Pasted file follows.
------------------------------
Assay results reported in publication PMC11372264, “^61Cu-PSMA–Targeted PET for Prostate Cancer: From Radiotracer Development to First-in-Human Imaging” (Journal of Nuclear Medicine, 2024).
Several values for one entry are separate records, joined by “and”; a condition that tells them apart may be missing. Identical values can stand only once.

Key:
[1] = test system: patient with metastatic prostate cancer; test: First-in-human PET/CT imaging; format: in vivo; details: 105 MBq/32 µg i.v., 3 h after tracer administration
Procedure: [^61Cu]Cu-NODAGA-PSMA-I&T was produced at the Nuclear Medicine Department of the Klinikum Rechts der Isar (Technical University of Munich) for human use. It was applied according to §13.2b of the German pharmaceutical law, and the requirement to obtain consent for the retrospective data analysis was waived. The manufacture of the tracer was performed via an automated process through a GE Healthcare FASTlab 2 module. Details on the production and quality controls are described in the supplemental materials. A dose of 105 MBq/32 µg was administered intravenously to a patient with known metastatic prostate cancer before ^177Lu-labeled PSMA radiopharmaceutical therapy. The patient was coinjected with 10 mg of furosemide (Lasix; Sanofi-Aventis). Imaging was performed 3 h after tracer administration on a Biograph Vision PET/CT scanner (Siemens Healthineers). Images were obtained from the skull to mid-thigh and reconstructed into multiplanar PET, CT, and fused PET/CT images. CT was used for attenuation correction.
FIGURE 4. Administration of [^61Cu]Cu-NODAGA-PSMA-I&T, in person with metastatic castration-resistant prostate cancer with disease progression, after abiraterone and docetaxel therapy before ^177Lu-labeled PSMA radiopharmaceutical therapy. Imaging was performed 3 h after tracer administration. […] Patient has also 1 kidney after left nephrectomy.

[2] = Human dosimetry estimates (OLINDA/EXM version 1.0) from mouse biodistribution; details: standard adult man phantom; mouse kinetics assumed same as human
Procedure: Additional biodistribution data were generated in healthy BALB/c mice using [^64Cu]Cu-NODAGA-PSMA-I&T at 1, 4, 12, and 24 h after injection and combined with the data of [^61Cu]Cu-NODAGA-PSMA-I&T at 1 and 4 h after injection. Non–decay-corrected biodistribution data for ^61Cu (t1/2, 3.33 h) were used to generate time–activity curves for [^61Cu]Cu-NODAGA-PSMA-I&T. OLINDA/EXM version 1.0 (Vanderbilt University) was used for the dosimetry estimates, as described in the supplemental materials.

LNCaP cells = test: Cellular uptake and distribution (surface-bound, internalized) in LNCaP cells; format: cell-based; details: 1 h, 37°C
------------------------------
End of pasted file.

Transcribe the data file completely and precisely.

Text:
Assay results reported in publication PMC11372264, “^61Cu-PSMA–Targeted PET for Prostate Cancer: From Radiotracer Development to First-in-Human Imaging” (Journal of Nuclear Medicine, 2024).
Several values for one entry are separate records, joined by “and”; a condition that tells them apart may be missing. Identical values can stand only once.

Key:
[1] = test system: patient with metastatic prostate cancer; test: First-in-human PET/CT imaging; format: in vivo; details: 105 MBq/32 µg i.v., 3 h after tracer administration
Procedure: [^61Cu]Cu-NODAGA-PSMA-I&T was produced at the Nuclear Medicine Department of the Klinikum Rechts der Isar (Technical University of Munich) for human use. It was applied according to §13.2b of the German pharmaceutical law, and the requirement to obtain consent for the retrospective data analysis was waived. The manufacture of the tracer was performed via an automated process through a GE Healthcare FASTlab 2 module. Details on the production and quality controls are described in the supplemental materials. A dose of 105 MBq/32 µg was administered intravenously to a patient with known metastatic prostate cancer before ^177Lu-labeled PSMA radiopharmaceutical therapy. The patient was coinjected with 10 mg of furosemide (Lasix; Sanofi-Aventis). Imaging was performed 3 h after tracer administration on a Biograph Vision PET/CT scanner (Siemens Healthineers). Images were obtained from the skull to mid-thigh and reconstructed into multiplanar PET, CT, and fused PET/CT images. CT was used for attenuation correction.
FIGURE 4. Administration of [^61Cu]Cu-NODAGA-PSMA-I&T, in person with metastatic castration-resistant prostate cancer with disease progression, after abiraterone and docetaxel therapy before ^177Lu-labeled PSMA radiopharmaceutical therapy. Imaging was performed 3 h after tracer administration. […] Patient has also 1 kidney after left nephrectomy.

[2] = Human dosimetry estimates (OLINDA/EXM version 1.0) from mouse biodistribution; details: standard adult man phantom; mouse kinetics assumed same as human
Procedure: Additional biodistribution data were generated in healthy BALB/c mice using [^64Cu]Cu-NODAGA-PSMA-I&T at 1, 4, 12, and 24 h after injection and combined with the data of [^61Cu]Cu-NODAGA-PSMA-I&T at 1 and 4 h after injection. Non–decay-corrected biodistribution data for ^61Cu (t1/2, 3.33 h) were used to generate time–activity curves for [^61Cu]Cu-NODAGA-PSMA-I&T. OLINDA/EXM version 1.0 (Vanderbilt University) was used for the dosimetry estimates, as described in the supplemental materials.

LNCaP cells = test: Cellular uptake and distribution (surface-bound, internalized) in LNCaP cells; format: cell-based; details: 1 h, 37°C